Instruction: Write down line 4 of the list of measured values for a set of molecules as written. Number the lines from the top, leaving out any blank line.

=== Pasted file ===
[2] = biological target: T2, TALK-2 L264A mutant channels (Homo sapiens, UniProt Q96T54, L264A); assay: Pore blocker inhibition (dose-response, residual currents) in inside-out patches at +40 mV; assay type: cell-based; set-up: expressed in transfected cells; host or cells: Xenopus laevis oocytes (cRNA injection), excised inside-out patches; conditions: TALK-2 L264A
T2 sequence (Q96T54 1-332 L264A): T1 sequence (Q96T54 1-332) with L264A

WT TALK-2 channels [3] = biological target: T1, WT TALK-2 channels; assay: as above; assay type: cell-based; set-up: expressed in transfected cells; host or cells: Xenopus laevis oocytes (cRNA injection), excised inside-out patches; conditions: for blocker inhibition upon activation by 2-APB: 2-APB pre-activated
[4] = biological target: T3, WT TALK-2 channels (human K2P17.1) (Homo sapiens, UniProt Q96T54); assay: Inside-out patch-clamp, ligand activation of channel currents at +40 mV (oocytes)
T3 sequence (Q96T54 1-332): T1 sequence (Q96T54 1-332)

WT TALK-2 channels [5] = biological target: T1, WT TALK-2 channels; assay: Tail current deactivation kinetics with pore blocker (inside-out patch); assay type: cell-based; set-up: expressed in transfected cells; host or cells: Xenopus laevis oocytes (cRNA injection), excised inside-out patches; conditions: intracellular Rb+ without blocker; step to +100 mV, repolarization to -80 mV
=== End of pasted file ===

[4] = biological target: T3, WT TALK-2 channels (human K2P17.1) (Homo sapiens, UniProt Q96T54); assay: Inside-out patch-clamp, ligand activation of channel currents at +40 mV (oocytes)